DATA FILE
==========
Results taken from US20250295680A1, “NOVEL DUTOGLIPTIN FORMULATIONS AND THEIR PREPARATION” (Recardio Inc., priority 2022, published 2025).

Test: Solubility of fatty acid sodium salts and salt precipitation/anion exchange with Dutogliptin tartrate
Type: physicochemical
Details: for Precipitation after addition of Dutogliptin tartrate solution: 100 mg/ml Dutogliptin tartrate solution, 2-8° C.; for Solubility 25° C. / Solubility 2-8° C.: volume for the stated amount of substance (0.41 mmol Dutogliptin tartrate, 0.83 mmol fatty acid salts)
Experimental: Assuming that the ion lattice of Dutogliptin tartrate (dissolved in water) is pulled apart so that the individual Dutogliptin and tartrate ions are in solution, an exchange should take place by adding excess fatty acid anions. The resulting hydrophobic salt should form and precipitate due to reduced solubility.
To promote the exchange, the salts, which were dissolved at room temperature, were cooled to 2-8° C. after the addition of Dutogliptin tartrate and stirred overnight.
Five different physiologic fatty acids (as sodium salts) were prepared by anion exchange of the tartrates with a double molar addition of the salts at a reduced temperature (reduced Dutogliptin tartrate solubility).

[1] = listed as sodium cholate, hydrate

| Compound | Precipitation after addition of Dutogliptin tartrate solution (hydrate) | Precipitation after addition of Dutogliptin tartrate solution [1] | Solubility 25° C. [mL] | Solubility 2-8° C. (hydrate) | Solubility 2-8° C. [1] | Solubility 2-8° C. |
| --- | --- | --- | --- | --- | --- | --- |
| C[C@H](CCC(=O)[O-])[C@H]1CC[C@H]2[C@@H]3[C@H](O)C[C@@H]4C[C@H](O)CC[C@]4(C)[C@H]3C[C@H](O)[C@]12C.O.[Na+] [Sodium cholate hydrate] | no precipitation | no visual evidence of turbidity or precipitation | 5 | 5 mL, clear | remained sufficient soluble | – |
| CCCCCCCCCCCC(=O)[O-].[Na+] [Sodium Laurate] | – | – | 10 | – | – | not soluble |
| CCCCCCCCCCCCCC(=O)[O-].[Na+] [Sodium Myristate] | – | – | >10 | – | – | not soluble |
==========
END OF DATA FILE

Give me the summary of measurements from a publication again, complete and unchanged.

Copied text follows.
Results taken from US20250295680A1, “NOVEL DUTOGLIPTIN FORMULATIONS AND THEIR PREPARATION” (Recardio Inc., priority 2022, published 2025).

Test: Solubility of fatty acid sodium salts and salt precipitation/anion exchange with Dutogliptin tartrate
Type: physicochemical
Details: for Precipitation after addition of Dutogliptin tartrate solution: 100 mg/ml Dutogliptin tartrate solution, 2-8° C.; for Solubility 25° C. / Solubility 2-8° C.: volume for the stated amount of substance (0.41 mmol Dutogliptin tartrate, 0.83 mmol fatty acid salts)
Experimental: Assuming that the ion lattice of Dutogliptin tartrate (dissolved in water) is pulled apart so that the individual Dutogliptin and tartrate ions are in solution, an exchange should take place by adding excess fatty acid anions. The resulting hydrophobic salt should form and precipitate due to reduced solubility.
To promote the exchange, the salts, which were dissolved at room temperature, were cooled to 2-8° C. after the addition of Dutogliptin tartrate and stirred overnight.
Five different physiologic fatty acids (as sodium salts) were prepared by anion exchange of the tartrates with a double molar addition of the salts at a reduced temperature (reduced Dutogliptin tartrate solubility).

[1] = listed as sodium cholate, hydrate

| Compound | Precipitation after addition of Dutogliptin tartrate solution (hydrate) | Precipitation after addition of Dutogliptin tartrate solution [1] | Solubility 25° C. [mL] | Solubility 2-8° C. (hydrate) | Solubility 2-8° C. [1] | Solubility 2-8° C. |
| --- | --- | --- | --- | --- | --- | --- |
| C[C@H](CCC(=O)[O-])[C@H]1CC[C@H]2[C@@H]3[C@H](O)C[C@@H]4C[C@H](O)CC[C@]4(C)[C@H]3C[C@H](O)[C@]12C.O.[Na+] [Sodium cholate hydrate] | no precipitation | no visual evidence of turbidity or precipitation | 5 | 5 mL, clear | remained sufficient soluble | – |
| CCCCCCCCCCCC(=O)[O-].[Na+] [Sodium Laurate] | – | – | 10 | – | – | not soluble |
| CCCCCCCCCCCCCC(=O)[O-].[Na+] [Sodium Myristate] | – | – | >10 | – | – | not soluble |